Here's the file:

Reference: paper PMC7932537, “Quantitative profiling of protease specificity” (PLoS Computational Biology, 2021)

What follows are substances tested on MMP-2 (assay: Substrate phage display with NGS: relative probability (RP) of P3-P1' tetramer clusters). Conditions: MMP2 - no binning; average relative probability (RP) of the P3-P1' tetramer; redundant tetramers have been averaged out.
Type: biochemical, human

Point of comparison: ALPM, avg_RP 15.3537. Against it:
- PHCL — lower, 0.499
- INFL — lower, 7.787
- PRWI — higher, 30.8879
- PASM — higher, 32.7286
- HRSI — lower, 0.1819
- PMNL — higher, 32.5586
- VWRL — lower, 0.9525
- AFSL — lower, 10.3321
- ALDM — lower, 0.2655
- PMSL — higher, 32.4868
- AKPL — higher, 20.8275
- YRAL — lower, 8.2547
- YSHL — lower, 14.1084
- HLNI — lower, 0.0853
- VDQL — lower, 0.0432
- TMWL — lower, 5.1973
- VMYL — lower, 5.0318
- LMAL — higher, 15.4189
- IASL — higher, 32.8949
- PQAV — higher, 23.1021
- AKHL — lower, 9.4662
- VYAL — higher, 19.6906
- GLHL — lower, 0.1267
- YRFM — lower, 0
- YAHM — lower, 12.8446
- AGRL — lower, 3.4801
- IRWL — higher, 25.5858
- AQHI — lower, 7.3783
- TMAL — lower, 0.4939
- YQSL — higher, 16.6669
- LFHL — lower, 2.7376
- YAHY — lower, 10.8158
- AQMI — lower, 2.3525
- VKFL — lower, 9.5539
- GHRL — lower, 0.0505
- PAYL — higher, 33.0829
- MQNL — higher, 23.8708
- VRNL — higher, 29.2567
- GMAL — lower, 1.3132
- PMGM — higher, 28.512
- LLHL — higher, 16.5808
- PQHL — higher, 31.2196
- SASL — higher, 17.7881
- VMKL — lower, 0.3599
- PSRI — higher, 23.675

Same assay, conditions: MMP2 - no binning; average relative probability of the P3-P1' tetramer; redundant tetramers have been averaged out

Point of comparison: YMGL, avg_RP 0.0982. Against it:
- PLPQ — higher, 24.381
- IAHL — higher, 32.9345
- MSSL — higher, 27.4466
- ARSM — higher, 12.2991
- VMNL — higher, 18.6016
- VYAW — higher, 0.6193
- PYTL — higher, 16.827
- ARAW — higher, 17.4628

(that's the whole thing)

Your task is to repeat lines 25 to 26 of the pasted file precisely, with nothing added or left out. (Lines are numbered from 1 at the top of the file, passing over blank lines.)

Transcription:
- AKHL — lower, 9.4662
- VYAL — higher, 19.6906